Arizona School Hired Teacher Accused of Sexual Misconduct in W.V.

The accused admitted to engaging in an “emotional relationship” with a student while working as a high school assistant principal.

Arizona School Hired Teacher Accused of Sexual Misconduct in W.V.

An Arizona school district hired a teacher right after he resigned from a West Virginia high school following allegations of sexual misconduct with a student.

Pete Cheesebrough, who was an assistant principal at University High School in Morgantown, W.V., was placed on administrative leave in March 2017, reports AZ Central. He later resigned in May 2017 and was hired as a science teacher at Scottdale’s Coronado High School in June 2017.

Cheesebrough admitted to engaging in an “emotional relationship” with a teenage student while working at University High. In a West Virginia hearing, the student testified she recalled thinking Cheesebrough had feelings for her when she was 16. By age 18, the student said the two kissed a few times and communicated over text message and email.

The student also testified Cheesebrough showed her favoritism starting her freshman year, such as letting her pick classes that her friends were in.

Administrators confronted Cheesebrough about the relationship twice. In a Feb. 2017 meeting, he said he had never seen the student outside of the school and did not communicate with her through emails or text. Cheesebrough was warned to stay away from the student but reportedly emailed the student after the meeting.

Cheesebrough’s case highlights a loophole found in an exposé earlier this year. The Arizona Republic and KJZZ reviewed more than 100 educator sexual misconduct cases and found those accused can sometimes jump from one state to another because the length of a state’s investigation can vary.

An email obtained by The Arizona Republic shows West Virginia investigators told Arizona investigators of allegations against Cheesebrough back in 2017.

On Oct. 31, 2017, Garnett Burns, then-chief investigator with the Arizona Department of Education, emailed a West Virginia investigator to thank him for sending information on Cheesebrough, according to records obtained by The Arizona Republic.

“I do appreciate you contacting me so I have a head start on this and am able to prevent further issues in our schools here,” she wrote.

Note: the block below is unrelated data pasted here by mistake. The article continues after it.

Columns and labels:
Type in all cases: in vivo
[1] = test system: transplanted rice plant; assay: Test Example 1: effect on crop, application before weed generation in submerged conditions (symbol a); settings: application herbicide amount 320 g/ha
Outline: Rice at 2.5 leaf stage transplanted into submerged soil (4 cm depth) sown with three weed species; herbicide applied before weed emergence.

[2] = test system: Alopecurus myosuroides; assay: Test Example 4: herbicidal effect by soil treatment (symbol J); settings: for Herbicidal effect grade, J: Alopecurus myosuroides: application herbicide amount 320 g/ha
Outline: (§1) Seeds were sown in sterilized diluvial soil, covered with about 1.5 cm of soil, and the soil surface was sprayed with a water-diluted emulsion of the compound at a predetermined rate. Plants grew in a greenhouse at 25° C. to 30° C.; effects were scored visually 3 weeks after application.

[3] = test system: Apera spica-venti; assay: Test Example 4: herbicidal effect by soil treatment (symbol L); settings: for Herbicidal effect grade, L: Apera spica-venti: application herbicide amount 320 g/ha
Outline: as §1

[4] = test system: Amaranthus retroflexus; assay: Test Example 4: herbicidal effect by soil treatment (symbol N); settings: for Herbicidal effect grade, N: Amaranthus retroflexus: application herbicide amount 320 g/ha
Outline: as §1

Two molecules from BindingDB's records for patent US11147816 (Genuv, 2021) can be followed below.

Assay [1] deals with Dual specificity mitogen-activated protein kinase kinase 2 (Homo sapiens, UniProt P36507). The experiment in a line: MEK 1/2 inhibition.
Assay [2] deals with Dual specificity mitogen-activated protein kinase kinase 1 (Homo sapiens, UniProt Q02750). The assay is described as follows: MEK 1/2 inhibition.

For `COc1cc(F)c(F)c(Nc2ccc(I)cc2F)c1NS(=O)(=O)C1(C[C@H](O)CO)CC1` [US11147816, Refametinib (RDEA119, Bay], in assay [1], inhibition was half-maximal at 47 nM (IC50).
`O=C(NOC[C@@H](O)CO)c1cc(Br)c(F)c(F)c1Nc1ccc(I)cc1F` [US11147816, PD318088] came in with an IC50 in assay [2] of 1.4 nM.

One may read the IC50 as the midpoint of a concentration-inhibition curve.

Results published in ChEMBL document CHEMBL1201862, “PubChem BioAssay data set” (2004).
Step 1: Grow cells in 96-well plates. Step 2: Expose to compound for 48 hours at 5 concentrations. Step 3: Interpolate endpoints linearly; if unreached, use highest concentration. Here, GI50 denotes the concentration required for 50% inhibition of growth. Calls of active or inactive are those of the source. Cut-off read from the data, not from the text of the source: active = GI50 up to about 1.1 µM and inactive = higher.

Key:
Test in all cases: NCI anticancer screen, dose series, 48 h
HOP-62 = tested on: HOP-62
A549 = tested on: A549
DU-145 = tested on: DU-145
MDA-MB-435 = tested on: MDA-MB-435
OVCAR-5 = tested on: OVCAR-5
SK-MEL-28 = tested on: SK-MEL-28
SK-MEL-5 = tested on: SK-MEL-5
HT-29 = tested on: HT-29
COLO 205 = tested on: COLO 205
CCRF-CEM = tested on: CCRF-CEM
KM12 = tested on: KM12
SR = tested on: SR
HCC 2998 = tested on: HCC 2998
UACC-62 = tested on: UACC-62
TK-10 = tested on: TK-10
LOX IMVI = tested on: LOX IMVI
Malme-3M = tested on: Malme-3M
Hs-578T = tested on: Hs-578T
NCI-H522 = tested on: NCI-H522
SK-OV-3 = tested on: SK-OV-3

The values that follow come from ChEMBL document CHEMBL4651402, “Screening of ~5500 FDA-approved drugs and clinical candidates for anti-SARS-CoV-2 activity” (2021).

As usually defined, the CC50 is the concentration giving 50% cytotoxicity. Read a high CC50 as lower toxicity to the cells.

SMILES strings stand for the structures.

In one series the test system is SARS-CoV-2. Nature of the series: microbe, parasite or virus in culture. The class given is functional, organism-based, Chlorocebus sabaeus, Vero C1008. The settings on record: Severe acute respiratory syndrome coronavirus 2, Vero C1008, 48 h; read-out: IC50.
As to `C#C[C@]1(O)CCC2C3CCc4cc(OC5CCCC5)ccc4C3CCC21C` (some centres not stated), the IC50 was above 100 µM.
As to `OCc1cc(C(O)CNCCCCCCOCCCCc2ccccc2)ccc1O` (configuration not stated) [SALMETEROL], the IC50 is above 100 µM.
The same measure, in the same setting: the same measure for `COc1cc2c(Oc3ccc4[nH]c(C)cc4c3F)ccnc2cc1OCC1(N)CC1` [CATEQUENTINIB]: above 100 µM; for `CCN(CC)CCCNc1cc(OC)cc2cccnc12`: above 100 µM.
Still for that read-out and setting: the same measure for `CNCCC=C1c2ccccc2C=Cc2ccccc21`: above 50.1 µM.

The Arizona Department of Education placed blame on West Virginia investigators, indicating they had to wait for them to complete their investigation before conducting their own, according to

“This is really a question for the West Virginia Department of Education and why it took that organization two years to complete its investigation,” Stefan Swiat, a spokesman with the Arizona Department of Education, wrote in an email.

It wasn’t until Jan. 2018 that West Virginia suspended Cheesebrough’s administrator certificate for a year starting in Jan. 2019. The state, however, did not suspend the certificate he holds that allows him to teach. According to the Charleston Gazette-Mail, West Virginia officials said they did not want to revoke his teaching certificate because they “did not want to interfere with Cheesebrough’s new job in Arizona.”

Arizona education officials also said its investigators tasked with handling these cases are extremely overworked, which lengthens the time it takes to complete an investigation. The agency has asked lawmakers to fund four more investigators for the upcoming budget year.

About the Author


Amy is Campus Safety’s Senior Editor. Prior to joining the editorial team in 2017, she worked in both events and digital marketing.

Amy’s mother, brother, sister-in-law and a handful of cousins are teachers, motivating her to learn and share as much as she can about campus security. She has a minor in education and has worked with children in several capacities, further deepening her passion for keeping students safe.

In her free time, Amy enjoys exploring the outdoors with her husband, her son and her dog.

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